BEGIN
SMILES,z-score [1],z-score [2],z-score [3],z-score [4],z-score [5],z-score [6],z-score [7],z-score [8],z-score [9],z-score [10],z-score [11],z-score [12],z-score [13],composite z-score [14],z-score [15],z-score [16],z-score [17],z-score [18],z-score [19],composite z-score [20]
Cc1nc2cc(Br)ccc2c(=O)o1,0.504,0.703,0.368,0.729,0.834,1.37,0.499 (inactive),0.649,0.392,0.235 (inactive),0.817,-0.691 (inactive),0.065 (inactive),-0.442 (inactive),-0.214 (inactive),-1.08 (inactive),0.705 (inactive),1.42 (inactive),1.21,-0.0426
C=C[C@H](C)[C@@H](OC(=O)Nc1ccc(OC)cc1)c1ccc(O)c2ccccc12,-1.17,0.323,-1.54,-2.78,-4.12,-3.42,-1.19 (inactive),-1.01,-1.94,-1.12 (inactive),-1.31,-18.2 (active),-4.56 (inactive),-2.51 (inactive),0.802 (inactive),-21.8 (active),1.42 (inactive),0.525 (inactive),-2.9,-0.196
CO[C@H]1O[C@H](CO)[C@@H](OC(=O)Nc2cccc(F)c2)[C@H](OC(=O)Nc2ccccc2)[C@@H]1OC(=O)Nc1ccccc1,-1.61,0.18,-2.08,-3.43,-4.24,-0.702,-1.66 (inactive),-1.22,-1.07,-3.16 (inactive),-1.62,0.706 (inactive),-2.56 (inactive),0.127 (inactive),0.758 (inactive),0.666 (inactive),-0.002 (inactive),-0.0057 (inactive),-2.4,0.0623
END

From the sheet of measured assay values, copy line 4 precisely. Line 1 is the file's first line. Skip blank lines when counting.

CO[C@H]1O[C@H](CO)[C@@H](OC(=O)Nc2cccc(F)c2)[C@H](OC(=O)Nc2ccccc2)[C@@H]1OC(=O)Nc1ccccc1,-1.61,0.18,-2.08,-3.43,-4.24,-0.702,-1.66 (inactive),-1.22,-1.07,-3.16 (inactive),-1.62,0.706 (inactive),-2.56 (inactive),0.127 (inactive),0.758 (inactive),0.666 (inactive),-0.002 (inactive),-0.0057 (inactive),-2.4,0.0623